There are countless women out there who have experienced failed pregnancies, and I do not speak for all of them. But in my own experience, miscarriage revealed the very important differences between first-trimester embryos and babies or grown children. All but the most radical religious people intuitively know this to be the case, otherwise they would treat miscarriages the same way they treat the deaths of other people. It is simply disingenuous to go on pretending that they can’t see the distinctions.

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4 thoughts on “A probably unnecessary clarification just in case anyone’s still reading

  1. Hi Kate,

    I don’t personally know you, but I got linked to your blog posts. Both are great articles and were quite interesting reads. I do have two bones to pick with the arguments you make. One is small, the other is more important. Before I start let me say that while I disagree with you, I hope I don’t come off as cold or belligerent in the following. Sometimes, when talking philosophically about emotional situations, that can happen. I assure you it is not intentional.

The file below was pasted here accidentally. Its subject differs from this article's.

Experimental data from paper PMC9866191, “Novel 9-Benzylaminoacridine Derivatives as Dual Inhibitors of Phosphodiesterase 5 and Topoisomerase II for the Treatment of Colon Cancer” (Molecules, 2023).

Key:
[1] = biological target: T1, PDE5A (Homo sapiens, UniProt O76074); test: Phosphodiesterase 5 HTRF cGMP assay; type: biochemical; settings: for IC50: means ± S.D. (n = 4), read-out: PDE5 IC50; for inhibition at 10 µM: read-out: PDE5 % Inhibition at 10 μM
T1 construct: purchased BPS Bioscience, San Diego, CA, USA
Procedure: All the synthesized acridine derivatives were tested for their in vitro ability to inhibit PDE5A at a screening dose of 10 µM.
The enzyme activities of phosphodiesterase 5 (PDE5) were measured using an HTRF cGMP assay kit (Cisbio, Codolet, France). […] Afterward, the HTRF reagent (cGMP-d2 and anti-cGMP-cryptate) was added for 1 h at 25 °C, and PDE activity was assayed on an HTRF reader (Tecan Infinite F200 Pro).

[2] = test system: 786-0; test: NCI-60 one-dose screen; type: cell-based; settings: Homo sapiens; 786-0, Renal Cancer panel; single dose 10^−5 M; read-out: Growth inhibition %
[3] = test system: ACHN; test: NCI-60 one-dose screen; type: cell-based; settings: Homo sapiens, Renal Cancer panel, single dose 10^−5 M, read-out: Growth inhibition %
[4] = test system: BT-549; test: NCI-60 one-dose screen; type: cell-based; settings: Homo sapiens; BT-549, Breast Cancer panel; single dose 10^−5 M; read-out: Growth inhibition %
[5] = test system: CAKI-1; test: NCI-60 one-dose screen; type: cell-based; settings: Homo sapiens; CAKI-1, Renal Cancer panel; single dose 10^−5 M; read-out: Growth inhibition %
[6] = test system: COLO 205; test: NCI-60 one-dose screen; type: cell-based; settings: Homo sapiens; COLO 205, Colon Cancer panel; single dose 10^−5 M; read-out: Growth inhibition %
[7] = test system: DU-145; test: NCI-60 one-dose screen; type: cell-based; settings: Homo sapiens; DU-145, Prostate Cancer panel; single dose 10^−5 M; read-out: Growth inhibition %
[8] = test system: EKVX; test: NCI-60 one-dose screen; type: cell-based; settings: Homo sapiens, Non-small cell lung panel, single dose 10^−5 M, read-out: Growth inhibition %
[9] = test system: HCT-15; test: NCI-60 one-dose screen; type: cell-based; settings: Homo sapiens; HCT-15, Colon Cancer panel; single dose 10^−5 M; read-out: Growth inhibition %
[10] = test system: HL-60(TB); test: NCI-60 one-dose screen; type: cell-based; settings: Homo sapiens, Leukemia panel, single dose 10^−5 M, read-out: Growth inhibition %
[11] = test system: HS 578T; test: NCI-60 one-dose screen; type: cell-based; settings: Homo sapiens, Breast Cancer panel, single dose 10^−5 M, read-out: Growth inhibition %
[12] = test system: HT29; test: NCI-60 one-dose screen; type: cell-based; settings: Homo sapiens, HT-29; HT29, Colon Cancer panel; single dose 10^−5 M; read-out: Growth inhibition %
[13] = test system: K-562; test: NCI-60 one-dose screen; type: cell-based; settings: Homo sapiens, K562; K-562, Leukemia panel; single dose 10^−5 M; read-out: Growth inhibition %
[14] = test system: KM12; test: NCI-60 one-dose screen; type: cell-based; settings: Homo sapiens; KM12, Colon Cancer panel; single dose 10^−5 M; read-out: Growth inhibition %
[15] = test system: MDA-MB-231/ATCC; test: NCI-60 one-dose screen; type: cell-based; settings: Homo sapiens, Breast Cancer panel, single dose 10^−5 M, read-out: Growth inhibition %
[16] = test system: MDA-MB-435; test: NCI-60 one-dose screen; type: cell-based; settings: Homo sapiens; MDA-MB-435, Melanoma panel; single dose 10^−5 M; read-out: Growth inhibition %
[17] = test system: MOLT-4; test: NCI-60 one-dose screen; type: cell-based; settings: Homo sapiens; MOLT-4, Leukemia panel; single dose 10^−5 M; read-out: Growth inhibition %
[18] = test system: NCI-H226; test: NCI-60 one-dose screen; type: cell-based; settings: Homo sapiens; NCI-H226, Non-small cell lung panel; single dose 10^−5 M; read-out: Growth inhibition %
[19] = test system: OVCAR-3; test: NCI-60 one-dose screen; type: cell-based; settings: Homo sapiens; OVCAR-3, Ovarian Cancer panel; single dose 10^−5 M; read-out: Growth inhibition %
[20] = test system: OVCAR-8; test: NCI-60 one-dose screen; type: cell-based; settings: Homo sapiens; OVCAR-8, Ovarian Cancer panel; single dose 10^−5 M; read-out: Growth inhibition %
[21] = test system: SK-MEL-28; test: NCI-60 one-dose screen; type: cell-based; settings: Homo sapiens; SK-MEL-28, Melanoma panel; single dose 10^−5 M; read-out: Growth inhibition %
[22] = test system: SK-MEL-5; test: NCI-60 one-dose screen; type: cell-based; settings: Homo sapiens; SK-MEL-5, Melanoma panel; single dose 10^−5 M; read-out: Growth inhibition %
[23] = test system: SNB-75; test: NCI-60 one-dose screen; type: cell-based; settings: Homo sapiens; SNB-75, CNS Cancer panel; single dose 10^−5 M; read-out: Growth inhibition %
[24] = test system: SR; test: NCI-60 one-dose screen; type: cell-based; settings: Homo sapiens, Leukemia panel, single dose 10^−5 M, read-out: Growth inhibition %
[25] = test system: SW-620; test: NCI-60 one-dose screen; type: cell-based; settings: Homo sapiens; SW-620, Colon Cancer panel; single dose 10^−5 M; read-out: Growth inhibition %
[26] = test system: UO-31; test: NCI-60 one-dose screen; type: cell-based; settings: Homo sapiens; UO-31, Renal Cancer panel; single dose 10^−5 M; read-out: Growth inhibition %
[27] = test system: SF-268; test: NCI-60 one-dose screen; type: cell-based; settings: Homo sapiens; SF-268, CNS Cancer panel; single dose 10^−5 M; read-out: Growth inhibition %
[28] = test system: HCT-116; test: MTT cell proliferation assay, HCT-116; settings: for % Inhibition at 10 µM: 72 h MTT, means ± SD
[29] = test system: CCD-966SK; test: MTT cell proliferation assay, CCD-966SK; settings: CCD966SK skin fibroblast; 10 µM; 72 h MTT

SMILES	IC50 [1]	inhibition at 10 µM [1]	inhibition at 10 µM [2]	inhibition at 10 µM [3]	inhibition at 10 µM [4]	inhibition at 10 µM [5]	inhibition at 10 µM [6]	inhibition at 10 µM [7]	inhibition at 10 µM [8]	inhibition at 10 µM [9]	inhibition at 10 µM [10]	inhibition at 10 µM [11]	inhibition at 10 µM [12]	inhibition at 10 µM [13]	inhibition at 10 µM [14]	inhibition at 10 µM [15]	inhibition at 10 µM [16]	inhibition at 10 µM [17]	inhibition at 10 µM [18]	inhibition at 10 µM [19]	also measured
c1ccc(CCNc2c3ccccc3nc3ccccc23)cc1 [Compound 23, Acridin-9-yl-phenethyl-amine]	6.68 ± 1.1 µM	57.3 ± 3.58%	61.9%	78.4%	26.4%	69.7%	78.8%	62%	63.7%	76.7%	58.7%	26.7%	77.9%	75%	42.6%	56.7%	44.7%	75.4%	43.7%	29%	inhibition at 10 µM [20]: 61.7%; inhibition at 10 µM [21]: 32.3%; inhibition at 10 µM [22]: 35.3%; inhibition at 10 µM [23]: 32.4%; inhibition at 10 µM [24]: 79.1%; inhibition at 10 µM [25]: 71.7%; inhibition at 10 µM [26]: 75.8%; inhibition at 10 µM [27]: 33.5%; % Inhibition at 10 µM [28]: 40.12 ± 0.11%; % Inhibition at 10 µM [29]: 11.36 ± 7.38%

I’ll start with the small first:

    Catholic moral teaching does not prohibit inducing pregnancy in cases like Savita’s. It just isn’t the case. I’m, not a theologian myself, but I know multiple Catholic theologians and have several friends who work in Catholic hospitals and they all agree on this. I agree with you that this poor woman’s death resulted from the neglect of some specific self righteous self centered Catholics with the addition of “who have no idea what their Church teaches in this specific area.” Multiple Catholic blogs around the web have already pressed this point. I won’t dwell on it further.